That season the player would represent The Red Devils 40 times and contributing 6 goals including United’s opening goal in their 3-0 F.A. Cup final victory over Millwall at Cardiff’s Millenium Stadium . In addition to his breakthrough season he also broke into the Portugal national team, making his debut against Kazakhstan on 20 August 2003 when he came on as a second-half substitute in his country’s 1-0 victory. At the end of the season Cristiano Ronaldo was drafted into Luiz Felipe Scolari’s Euro 2004 squad for the tournament which was to be held in player’s homeland. The winger had a superb competition and would it not have been for the infamous Wayne Rooney sending-off incident would’ve walked away with the Young Player of the Tournament trophy, the prize was subsequently given to Germany’s Lukas Podolski.
After the tournament the player was made a scapegoat in the Englsh media for England’s demise and as a result it seemed that the whole country had turned against the player. Quite rightly Ronaldo had his reservations about returning to Old Trafford, fearing for his safety. But after he was reassured by Sir Alex Ferguson and assistant coach and fellow countryman Carlos Queiroz, decided to brazen things out. Cristiano Ronaldo would have to wait two years after his first success to get his hands on more silverware, when Manchester United demolished an overwhelmed Wigan Athletic 4-0 to win the 2006 League cup netting The Reds third goal in the process.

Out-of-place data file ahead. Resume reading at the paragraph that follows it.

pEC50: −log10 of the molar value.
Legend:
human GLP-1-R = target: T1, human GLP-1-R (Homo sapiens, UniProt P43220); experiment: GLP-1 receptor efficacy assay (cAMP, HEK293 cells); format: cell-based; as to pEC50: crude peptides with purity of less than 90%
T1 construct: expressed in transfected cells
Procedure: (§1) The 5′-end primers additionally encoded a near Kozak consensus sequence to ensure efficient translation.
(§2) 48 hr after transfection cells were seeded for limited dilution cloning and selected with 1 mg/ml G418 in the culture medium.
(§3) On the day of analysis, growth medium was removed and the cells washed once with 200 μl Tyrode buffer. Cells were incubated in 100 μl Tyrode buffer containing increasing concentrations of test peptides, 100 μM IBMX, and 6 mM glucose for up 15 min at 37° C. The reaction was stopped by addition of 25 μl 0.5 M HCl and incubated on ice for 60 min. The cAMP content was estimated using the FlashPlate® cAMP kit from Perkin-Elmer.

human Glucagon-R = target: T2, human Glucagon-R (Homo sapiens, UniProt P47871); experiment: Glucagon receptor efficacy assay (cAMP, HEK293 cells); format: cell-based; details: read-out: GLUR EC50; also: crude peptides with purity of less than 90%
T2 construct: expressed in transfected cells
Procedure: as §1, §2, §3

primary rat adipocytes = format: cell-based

The following season would turn put to be his best yet, with the wonderful winger being a key player as Manchester United brought the Premier League trophy back to Manchester for the first time in three years. The Portuguese star bagged himself an incredible 17 league goals in only 34 games and picked up the PFA Player and Young Player of the Year award as well as the Football Writers’ Player of the Season accolade. 2007-2008 saw Cristiano Ronaldo elevate himself into the rhelms of superstardom when on the way to helping Manchester United win the Premier League and UEFA Champions League double scored a breathtaking 42 goals in just 48 appearances, heading both competitions’ scoring charts to boot. If this wasn’t enough he won Europe’s prestigious Golden Boot award – finishing four strikes ahead of Real Mallorca’s Dani Guiza. Wait there’s more. He also broke George Best’s club record of 32 goals for a winger in a season, doing so on 19 March 2008 with more than two months of the campaign still to play. He evntually finished the season just four goals shy of Denis Laws record of 46